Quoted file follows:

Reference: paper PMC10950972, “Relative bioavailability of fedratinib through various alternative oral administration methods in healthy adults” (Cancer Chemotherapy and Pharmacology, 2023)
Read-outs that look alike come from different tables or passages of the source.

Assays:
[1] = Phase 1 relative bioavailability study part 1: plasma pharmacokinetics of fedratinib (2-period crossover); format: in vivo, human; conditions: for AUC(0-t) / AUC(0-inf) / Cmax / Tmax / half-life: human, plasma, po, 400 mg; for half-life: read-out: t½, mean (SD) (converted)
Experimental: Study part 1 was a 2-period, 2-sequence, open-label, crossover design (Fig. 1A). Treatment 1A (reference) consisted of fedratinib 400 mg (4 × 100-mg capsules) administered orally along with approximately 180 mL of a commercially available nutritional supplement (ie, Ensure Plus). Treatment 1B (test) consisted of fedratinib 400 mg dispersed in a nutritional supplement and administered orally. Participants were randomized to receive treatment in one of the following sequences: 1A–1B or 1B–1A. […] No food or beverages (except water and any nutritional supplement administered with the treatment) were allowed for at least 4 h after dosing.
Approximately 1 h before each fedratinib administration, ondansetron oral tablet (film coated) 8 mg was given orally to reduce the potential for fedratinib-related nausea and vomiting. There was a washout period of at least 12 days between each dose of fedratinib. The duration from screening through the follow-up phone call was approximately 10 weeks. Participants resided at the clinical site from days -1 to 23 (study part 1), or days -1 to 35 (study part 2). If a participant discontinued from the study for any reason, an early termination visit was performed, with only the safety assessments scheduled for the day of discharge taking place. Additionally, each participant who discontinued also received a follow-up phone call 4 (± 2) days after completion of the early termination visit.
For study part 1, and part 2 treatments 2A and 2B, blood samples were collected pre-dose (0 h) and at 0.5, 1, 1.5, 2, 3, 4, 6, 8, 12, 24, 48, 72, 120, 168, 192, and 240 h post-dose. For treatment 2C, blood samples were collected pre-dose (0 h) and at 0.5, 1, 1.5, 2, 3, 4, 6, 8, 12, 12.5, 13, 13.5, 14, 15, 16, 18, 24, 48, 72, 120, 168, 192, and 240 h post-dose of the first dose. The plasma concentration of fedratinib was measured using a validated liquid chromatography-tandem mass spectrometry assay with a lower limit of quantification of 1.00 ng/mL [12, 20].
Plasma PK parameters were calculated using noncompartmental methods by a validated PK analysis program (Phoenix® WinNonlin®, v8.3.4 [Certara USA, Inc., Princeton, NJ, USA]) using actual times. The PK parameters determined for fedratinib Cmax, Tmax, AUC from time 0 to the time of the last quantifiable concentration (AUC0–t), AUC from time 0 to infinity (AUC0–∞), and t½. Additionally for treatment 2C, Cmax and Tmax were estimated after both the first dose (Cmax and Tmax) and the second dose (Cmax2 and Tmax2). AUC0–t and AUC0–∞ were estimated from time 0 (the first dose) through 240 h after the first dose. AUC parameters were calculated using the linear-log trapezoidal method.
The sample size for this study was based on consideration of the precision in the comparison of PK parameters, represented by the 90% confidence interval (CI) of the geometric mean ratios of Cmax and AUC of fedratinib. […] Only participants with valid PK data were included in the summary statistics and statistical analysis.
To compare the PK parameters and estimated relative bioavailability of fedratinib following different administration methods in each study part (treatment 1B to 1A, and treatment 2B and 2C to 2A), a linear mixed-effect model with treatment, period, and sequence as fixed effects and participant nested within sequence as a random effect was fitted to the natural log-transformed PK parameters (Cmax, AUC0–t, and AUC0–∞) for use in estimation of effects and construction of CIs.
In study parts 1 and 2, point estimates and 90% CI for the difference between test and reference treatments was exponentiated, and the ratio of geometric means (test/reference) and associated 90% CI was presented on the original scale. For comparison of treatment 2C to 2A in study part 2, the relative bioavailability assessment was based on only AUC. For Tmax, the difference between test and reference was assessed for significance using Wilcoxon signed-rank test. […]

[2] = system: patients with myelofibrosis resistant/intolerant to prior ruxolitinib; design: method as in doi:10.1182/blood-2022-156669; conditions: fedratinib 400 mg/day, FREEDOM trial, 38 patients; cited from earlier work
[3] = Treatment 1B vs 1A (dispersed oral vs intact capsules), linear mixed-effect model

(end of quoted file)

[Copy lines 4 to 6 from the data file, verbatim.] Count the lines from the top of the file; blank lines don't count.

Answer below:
[1] = Phase 1 relative bioavailability study part 1: plasma pharmacokinetics of fedratinib (2-period crossover); format: in vivo, human; conditions: for AUC(0-t) / AUC(0-inf) / Cmax / Tmax / half-life: human, plasma, po, 400 mg; for half-life: read-out: t½, mean (SD) (converted)
Experimental: Study part 1 was a 2-period, 2-sequence, open-label, crossover design (Fig. 1A). Treatment 1A (reference) consisted of fedratinib 400 mg (4 × 100-mg capsules) administered orally along with approximately 180 mL of a commercially available nutritional supplement (ie, Ensure Plus). Treatment 1B (test) consisted of fedratinib 400 mg dispersed in a nutritional supplement and administered orally. Participants were randomized to receive treatment in one of the following sequences: 1A–1B or 1B–1A. […] No food or beverages (except water and any nutritional supplement administered with the treatment) were allowed for at least 4 h after dosing.
Approximately 1 h before each fedratinib administration, ondansetron oral tablet (film coated) 8 mg was given orally to reduce the potential for fedratinib-related nausea and vomiting. There was a washout period of at least 12 days between each dose of fedratinib. The duration from screening through the follow-up phone call was approximately 10 weeks. Participants resided at the clinical site from days -1 to 23 (study part 1), or days -1 to 35 (study part 2). If a participant discontinued from the study for any reason, an early termination visit was performed, with only the safety assessments scheduled for the day of discharge taking place. Additionally, each participant who discontinued also received a follow-up phone call 4 (± 2) days after completion of the early termination visit.